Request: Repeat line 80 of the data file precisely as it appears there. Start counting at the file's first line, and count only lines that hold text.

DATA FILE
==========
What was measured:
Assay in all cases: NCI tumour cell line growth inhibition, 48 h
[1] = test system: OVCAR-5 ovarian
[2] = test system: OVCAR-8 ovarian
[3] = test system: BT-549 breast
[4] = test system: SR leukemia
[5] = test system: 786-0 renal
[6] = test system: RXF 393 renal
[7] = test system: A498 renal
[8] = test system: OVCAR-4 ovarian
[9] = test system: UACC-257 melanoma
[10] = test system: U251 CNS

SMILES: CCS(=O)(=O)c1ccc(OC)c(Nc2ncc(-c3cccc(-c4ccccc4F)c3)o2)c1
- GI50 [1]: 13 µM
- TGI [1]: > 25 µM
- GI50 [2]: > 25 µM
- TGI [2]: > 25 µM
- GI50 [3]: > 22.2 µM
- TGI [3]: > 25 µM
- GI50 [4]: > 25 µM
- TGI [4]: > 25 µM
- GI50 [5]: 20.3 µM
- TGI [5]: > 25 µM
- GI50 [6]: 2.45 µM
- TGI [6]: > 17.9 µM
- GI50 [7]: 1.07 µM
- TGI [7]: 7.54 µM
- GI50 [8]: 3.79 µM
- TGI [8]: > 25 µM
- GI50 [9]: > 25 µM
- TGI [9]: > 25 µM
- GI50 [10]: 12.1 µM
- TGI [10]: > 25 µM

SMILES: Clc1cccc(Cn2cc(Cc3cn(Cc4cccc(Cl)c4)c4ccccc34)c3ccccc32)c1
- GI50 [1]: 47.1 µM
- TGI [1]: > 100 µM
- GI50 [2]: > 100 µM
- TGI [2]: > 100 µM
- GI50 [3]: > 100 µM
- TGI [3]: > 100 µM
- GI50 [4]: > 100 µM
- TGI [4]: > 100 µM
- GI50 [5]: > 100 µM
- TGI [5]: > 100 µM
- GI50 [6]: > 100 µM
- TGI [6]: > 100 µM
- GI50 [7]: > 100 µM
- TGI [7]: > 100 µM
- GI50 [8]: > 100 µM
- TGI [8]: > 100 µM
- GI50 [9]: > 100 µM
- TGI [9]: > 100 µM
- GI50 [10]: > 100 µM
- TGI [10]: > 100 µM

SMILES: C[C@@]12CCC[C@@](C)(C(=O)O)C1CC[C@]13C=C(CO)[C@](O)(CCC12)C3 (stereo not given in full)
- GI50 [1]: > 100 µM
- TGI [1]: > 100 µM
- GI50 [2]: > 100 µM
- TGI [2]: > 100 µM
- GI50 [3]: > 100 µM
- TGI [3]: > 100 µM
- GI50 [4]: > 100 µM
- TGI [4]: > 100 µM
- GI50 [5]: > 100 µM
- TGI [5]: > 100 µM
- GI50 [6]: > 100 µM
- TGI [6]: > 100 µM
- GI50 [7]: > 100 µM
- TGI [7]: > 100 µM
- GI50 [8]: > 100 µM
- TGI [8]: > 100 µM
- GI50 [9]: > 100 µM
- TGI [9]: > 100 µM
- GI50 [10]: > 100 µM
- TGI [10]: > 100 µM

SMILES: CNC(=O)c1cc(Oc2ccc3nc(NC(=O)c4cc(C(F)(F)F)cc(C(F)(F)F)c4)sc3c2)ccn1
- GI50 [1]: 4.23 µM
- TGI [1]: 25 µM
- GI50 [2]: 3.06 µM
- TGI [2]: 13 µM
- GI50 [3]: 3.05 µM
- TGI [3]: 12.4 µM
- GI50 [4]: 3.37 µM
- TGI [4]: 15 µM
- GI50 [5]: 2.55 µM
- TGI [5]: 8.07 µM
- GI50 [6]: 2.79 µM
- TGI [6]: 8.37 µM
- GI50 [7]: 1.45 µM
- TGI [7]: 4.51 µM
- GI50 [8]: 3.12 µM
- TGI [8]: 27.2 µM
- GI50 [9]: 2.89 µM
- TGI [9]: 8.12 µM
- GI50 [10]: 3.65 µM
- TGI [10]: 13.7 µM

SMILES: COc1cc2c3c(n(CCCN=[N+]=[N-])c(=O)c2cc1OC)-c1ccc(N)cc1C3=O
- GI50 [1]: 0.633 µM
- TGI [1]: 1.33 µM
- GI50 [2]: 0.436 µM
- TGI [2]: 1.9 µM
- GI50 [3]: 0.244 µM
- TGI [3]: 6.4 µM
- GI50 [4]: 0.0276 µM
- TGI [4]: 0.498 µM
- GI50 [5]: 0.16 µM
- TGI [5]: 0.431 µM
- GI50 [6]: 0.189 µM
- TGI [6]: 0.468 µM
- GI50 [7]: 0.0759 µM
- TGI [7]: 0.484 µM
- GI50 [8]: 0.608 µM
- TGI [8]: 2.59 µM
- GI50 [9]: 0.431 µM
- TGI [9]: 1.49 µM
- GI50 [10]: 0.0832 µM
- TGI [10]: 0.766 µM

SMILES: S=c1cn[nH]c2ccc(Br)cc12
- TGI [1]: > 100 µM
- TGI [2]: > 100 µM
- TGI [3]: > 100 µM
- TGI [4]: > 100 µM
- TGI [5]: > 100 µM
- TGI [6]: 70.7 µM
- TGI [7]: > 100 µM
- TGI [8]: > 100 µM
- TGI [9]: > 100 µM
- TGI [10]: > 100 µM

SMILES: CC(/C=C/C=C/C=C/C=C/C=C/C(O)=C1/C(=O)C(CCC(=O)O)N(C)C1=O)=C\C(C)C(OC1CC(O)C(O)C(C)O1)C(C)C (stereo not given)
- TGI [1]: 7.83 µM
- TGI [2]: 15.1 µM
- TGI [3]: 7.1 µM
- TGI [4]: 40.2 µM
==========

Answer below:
- TGI [2]: 13 µM